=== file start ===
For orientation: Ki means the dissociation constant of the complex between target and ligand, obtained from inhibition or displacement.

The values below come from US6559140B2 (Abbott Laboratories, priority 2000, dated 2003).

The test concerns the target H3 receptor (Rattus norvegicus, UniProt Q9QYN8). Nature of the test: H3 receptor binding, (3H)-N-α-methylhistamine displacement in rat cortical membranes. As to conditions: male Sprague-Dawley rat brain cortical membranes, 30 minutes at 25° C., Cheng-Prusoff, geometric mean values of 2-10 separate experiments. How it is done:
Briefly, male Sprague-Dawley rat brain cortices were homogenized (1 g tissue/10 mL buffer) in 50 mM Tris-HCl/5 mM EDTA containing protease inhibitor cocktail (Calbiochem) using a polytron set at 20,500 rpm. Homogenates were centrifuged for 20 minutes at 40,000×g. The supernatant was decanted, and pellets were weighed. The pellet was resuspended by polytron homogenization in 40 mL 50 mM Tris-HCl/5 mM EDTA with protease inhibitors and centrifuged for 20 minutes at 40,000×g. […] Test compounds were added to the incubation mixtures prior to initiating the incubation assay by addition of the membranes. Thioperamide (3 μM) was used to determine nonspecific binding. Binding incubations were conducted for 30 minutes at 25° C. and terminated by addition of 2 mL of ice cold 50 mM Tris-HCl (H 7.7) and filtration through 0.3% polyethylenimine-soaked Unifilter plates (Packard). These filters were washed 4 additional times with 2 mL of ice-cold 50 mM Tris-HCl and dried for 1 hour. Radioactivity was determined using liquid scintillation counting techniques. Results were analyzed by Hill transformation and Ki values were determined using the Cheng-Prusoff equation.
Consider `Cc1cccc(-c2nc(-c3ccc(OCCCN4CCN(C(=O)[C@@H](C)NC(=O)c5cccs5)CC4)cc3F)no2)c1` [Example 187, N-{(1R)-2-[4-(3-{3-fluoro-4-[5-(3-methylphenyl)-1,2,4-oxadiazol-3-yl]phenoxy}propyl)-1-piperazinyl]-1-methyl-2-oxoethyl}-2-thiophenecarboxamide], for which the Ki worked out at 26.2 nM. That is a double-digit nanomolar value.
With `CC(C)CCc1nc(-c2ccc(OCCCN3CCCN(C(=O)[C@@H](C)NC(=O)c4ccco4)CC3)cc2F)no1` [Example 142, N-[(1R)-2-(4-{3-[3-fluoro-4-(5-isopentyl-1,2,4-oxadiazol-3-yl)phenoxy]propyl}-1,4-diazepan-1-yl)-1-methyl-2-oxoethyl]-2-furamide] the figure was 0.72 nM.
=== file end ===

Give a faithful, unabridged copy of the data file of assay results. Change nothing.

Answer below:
For orientation: Ki means the dissociation constant of the complex between target and ligand, obtained from inhibition or displacement.

The values below come from US6559140B2 (Abbott Laboratories, priority 2000, dated 2003).

The test concerns the target H3 receptor (Rattus norvegicus, UniProt Q9QYN8). Nature of the test: H3 receptor binding, (3H)-N-α-methylhistamine displacement in rat cortical membranes. As to conditions: male Sprague-Dawley rat brain cortical membranes, 30 minutes at 25° C., Cheng-Prusoff, geometric mean values of 2-10 separate experiments. How it is done:
Briefly, male Sprague-Dawley rat brain cortices were homogenized (1 g tissue/10 mL buffer) in 50 mM Tris-HCl/5 mM EDTA containing protease inhibitor cocktail (Calbiochem) using a polytron set at 20,500 rpm. Homogenates were centrifuged for 20 minutes at 40,000×g. The supernatant was decanted, and pellets were weighed. The pellet was resuspended by polytron homogenization in 40 mL 50 mM Tris-HCl/5 mM EDTA with protease inhibitors and centrifuged for 20 minutes at 40,000×g. […] Test compounds were added to the incubation mixtures prior to initiating the incubation assay by addition of the membranes. Thioperamide (3 μM) was used to determine nonspecific binding. Binding incubations were conducted for 30 minutes at 25° C. and terminated by addition of 2 mL of ice cold 50 mM Tris-HCl (H 7.7) and filtration through 0.3% polyethylenimine-soaked Unifilter plates (Packard). These filters were washed 4 additional times with 2 mL of ice-cold 50 mM Tris-HCl and dried for 1 hour. Radioactivity was determined using liquid scintillation counting techniques. Results were analyzed by Hill transformation and Ki values were determined using the Cheng-Prusoff equation.
Consider `Cc1cccc(-c2nc(-c3ccc(OCCCN4CCN(C(=O)[C@@H](C)NC(=O)c5cccs5)CC4)cc3F)no2)c1` [Example 187, N-{(1R)-2-[4-(3-{3-fluoro-4-[5-(3-methylphenyl)-1,2,4-oxadiazol-3-yl]phenoxy}propyl)-1-piperazinyl]-1-methyl-2-oxoethyl}-2-thiophenecarboxamide], for which the Ki worked out at 26.2 nM. That is a double-digit nanomolar value.
With `CC(C)CCc1nc(-c2ccc(OCCCN3CCCN(C(=O)[C@@H](C)NC(=O)c4ccco4)CC3)cc2F)no1` [Example 142, N-[(1R)-2-(4-{3-[3-fluoro-4-(5-isopentyl-1,2,4-oxadiazol-3-yl)phenoxy]propyl}-1,4-diazepan-1-yl)-1-methyl-2-oxoethyl]-2-furamide] the figure was 0.72 nM.